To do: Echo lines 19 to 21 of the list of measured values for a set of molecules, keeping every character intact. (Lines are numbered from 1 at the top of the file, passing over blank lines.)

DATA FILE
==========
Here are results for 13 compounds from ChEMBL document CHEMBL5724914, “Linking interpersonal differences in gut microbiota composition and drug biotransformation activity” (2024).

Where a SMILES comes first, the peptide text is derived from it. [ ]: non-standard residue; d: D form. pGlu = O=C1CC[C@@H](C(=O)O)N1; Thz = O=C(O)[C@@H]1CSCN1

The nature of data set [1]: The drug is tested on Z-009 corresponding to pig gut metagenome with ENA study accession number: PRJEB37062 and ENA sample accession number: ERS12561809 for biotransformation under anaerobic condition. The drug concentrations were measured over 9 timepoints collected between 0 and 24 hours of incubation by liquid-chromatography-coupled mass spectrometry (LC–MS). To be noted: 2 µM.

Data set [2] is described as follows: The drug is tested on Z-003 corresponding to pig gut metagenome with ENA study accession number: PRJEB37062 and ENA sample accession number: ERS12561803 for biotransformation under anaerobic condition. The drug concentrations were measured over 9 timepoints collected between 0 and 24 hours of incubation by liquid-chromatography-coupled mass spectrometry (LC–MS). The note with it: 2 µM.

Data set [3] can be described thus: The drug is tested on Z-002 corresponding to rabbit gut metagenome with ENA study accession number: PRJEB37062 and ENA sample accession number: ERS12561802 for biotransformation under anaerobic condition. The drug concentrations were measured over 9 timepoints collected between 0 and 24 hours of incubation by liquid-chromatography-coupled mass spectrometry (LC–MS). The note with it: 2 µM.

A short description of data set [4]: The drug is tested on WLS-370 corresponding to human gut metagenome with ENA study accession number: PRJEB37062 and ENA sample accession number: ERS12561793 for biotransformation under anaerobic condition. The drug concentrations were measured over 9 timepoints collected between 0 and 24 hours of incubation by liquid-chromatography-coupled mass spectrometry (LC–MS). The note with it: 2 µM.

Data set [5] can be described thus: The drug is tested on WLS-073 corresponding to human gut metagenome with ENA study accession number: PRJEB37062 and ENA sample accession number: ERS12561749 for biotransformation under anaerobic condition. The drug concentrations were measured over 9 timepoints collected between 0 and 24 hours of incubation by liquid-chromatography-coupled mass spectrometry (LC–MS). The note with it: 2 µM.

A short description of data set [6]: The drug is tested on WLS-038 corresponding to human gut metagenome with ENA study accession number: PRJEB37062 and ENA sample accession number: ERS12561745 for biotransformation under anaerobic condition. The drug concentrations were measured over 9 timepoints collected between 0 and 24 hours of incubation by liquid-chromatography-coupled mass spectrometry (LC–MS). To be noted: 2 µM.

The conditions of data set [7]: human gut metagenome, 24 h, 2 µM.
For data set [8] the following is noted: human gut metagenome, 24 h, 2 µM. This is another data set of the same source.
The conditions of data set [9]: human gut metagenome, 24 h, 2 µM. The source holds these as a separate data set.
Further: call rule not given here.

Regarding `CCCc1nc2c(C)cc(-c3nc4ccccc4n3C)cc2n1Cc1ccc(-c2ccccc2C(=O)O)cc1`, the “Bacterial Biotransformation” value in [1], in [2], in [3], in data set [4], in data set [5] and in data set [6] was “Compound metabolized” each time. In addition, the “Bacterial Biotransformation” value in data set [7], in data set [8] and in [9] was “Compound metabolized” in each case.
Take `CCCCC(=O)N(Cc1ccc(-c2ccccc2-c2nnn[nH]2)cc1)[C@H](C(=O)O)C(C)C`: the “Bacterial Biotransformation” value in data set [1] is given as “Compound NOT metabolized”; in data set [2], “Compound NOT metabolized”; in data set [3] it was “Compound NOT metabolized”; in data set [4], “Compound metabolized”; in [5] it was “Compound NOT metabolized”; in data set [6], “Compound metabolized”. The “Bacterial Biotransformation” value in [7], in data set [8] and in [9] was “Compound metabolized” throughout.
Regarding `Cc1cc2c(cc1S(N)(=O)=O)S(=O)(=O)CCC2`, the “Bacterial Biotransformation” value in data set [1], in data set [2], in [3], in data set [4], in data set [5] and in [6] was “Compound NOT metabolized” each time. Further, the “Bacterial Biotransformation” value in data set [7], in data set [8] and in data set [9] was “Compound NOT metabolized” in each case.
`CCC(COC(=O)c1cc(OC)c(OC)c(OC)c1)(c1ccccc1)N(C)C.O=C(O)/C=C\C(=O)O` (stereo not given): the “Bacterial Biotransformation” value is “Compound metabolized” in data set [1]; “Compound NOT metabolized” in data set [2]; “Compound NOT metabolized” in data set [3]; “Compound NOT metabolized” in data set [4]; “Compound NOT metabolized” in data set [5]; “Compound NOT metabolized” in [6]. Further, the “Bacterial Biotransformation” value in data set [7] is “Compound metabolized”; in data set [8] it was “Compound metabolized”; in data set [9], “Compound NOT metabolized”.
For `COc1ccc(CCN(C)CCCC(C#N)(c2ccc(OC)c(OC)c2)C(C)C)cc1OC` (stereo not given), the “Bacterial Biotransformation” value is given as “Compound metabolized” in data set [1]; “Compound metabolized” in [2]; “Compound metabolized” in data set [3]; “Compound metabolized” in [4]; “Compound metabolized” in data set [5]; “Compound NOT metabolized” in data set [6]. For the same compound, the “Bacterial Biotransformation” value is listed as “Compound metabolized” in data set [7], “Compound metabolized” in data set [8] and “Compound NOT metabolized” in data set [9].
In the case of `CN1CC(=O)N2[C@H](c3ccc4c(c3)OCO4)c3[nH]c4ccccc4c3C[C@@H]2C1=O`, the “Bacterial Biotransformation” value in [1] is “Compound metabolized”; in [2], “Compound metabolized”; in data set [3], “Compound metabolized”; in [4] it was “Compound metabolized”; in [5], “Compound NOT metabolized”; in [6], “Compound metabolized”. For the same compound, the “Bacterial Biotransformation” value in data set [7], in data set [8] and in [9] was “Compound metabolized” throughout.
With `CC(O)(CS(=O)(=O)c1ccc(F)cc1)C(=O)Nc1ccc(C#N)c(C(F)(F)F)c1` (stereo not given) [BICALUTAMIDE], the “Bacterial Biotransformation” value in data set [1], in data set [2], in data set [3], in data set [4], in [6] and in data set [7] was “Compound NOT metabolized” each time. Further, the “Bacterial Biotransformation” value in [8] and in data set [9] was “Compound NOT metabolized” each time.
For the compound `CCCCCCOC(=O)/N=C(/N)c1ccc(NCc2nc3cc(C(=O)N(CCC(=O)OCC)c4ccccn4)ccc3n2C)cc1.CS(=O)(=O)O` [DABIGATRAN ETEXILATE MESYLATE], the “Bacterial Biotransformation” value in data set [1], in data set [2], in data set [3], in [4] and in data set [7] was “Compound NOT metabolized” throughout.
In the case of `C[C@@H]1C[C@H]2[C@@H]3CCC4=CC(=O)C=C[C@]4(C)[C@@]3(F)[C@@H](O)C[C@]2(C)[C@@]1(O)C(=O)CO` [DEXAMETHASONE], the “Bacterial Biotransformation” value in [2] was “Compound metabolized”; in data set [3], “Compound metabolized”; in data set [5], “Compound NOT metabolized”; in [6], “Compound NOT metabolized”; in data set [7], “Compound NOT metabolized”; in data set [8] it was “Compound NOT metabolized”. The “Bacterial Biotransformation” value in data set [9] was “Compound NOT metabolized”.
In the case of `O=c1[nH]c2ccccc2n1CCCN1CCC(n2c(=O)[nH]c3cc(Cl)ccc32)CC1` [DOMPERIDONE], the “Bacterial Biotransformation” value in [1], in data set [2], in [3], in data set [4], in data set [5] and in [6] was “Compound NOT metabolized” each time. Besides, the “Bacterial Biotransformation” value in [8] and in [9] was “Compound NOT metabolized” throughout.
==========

With `CC(O)(CS(=O)(=O)c1ccc(F)cc1)C(=O)Nc1ccc(C#N)c(C(F)(F)F)c1` (stereo not given) [BICALUTAMIDE], the “Bacterial Biotransformation” value in data set [1], in data set [2], in data set [3], in data set [4], in [6] and in data set [7] was “Compound NOT metabolized” each time. Further, the “Bacterial Biotransformation” value in [8] and in data set [9] was “Compound NOT metabolized” each time.
For the compound `CCCCCCOC(=O)/N=C(/N)c1ccc(NCc2nc3cc(C(=O)N(CCC(=O)OCC)c4ccccn4)ccc3n2C)cc1.CS(=O)(=O)O` [DABIGATRAN ETEXILATE MESYLATE], the “Bacterial Biotransformation” value in data set [1], in data set [2], in data set [3], in [4] and in data set [7] was “Compound NOT metabolized” throughout.
In the case of `C[C@@H]1C[C@H]2[C@@H]3CCC4=CC(=O)C=C[C@]4(C)[C@@]3(F)[C@@H](O)C[C@]2(C)[C@@]1(O)C(=O)CO` [DEXAMETHASONE], the “Bacterial Biotransformation” value in [2] was “Compound metabolized”; in data set [3], “Compound metabolized”; in data set [5], “Compound NOT metabolized”; in [6], “Compound NOT metabolized”; in data set [7], “Compound NOT metabolized”; in data set [8] it was “Compound NOT metabolized”. The “Bacterial Biotransformation” value in data set [9] was “Compound NOT metabolized”.